WBCN should move Carter to evenings and replace him with Opie and Anthony. Or the station could start out airing the duo on tape, as it first did with Stern. It doesn't matter. Just bring them in. Let Carter do all the talking he wants, put talk in middays and be done with it.

There already is a model for just such a transformation. New York's WNEW was an FM rocker every bit as legendary as WBCN, although it didn't update its sound as effectively as WBCN has. WBCN has become a rock-talk station with football on weekends and music in the odd shifts.

Last year, WBCN made more money than any other music station in the city. But consider the recent ratings: Rocko and Birdsey at WAAF have beaten Carter in important ratings demographics for a full year.

And yes, WBCN won the 18-34 ratings this fall with a 13.9 share of the listening audience. But one year earlier, it won with a 16.4 share. That's a Big Dip.

Take Stern's dominant morning ratings out of that mix and WBCN's hold on the market appears to be shaky.

Although it was once the reason for WBCN's existence, music now appears to be an afterthought. Pulling the switch should be the next step in the station's evolution.

Rather than serving multiple masters, let Carter do what he does best: blab. Bring back Opie and Anthony. (Someone get Menino a glass of cold water, quick!) Leave Howard alone. And if program director Oedipus still wants to play his favorite records, he can do it on the weekends when ratings don't matter.

WBCN will make so much money, it will have to give it away on the streets - and Oedipus, you don't have to give me a penny as your consultant.

There are only a handful of modern rock stations doing well around the country in the ratings and revenue and the struggling ones like WBCN are disappearing fast. Locally, while WAAF and WFNX are looking to lure some of WBCN's audience, there are also faced with the same issues of the shrinking young rock audience. The problem is not going away.

One station that has done a good job of steering away from all the issues of today's rock music is WBOS-FM. In the early 2008, WBOS blew up its long-running AAA format and fired the entire on-air staff as it flipped to a retro/gold pop-rock oldies from the 80's and 90's. WBOS' format has so far been a success on the ratings front. The station is now chasing the somewhat older, more mature and settled-down set of 30-40 year olds who like most in that age group probably grew up listening to WBCN, WFNX or WAAF in their younger days.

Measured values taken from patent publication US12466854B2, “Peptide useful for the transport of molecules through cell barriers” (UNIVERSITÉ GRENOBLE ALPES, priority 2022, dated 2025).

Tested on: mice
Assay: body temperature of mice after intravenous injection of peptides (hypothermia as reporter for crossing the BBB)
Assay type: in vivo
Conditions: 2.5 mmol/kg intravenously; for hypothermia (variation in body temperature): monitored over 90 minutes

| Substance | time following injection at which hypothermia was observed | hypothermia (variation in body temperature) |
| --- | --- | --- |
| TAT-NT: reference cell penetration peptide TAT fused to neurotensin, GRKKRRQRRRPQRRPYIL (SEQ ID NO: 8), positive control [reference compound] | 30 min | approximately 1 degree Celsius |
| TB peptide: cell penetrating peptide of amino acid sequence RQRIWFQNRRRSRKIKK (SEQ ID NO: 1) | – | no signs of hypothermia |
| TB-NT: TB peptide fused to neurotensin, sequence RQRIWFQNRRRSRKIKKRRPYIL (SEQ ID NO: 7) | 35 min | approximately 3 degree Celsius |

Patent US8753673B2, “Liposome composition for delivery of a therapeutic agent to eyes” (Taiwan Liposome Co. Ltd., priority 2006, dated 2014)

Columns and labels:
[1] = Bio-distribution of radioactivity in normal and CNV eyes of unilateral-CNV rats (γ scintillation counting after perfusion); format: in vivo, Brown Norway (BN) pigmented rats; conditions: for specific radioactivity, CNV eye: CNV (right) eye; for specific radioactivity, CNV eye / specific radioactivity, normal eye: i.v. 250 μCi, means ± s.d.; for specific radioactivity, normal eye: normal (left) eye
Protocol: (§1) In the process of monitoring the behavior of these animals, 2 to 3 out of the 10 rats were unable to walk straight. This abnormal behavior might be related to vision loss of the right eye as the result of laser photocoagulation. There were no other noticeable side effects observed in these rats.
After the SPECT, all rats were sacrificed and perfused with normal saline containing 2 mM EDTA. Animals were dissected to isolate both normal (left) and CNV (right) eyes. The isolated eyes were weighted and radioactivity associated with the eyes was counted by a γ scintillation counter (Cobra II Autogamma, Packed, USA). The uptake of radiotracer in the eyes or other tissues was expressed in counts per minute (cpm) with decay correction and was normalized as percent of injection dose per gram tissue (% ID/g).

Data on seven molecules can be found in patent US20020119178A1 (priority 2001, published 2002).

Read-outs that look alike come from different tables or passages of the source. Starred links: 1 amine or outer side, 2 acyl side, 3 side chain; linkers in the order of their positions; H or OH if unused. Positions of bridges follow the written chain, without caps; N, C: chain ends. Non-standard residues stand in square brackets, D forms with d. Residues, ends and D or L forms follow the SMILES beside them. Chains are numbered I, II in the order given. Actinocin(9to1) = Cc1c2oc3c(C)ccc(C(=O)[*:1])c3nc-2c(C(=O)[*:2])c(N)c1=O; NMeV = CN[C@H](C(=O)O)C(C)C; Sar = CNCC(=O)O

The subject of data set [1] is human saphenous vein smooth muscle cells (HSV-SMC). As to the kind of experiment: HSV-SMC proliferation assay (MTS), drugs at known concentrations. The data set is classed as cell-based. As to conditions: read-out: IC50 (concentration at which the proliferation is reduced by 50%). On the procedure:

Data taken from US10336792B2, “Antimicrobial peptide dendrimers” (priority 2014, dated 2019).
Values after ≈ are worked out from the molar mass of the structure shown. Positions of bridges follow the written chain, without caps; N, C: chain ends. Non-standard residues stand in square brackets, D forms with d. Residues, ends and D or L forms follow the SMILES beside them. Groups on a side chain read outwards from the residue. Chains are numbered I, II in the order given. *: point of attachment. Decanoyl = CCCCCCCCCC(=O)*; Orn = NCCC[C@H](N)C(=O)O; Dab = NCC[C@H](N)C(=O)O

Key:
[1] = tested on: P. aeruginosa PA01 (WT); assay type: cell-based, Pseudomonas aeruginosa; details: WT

Back to WBCN, while the name may not be completely dead. CBS Radio still owns the brand with its streaming site( and the call letters which obviously the company will place on one of its other stations around the country. There will also be a digital HD2 subchannel called "WBCN" under 98.5FM frequency which is becoming an all-sports "98.5 The Sports Hub" on August 13. There's always that remote chance the WBCN call letters will return to Boston radio dial.


Anonymous said...

The Dean Johnson article was somewhat propethic, because by August 2001 O&A were on 3-7pm, though Nik Carter was moved to middays not nights.

WBCN has been dying,if not dead,for a decade. Playing the same Sublime,Green Day,RHCP,[earl Jam, ad's ANYTHING but Alternative or new. A corporate jukebox that thinks occasionally playing "The Magnificent Seven" makes them edgy. And the decline began when that phony Oedipus was there. That fraud acts like he left the station in great shape...their ratings were sinking in '04 when he left, and the scapegoating of Roth is weak. Yeah, Roth sucked, but WBCN's problems began long before him, and Stern/Patriots were able to disguise it.

Anonymous said...

I remember talking to a programming exec in New York in April 03 or 04 who was certain that WBCN was going to switch to "Hot Talk."

This article gives insight into just how long drastic changes were being considered for the station.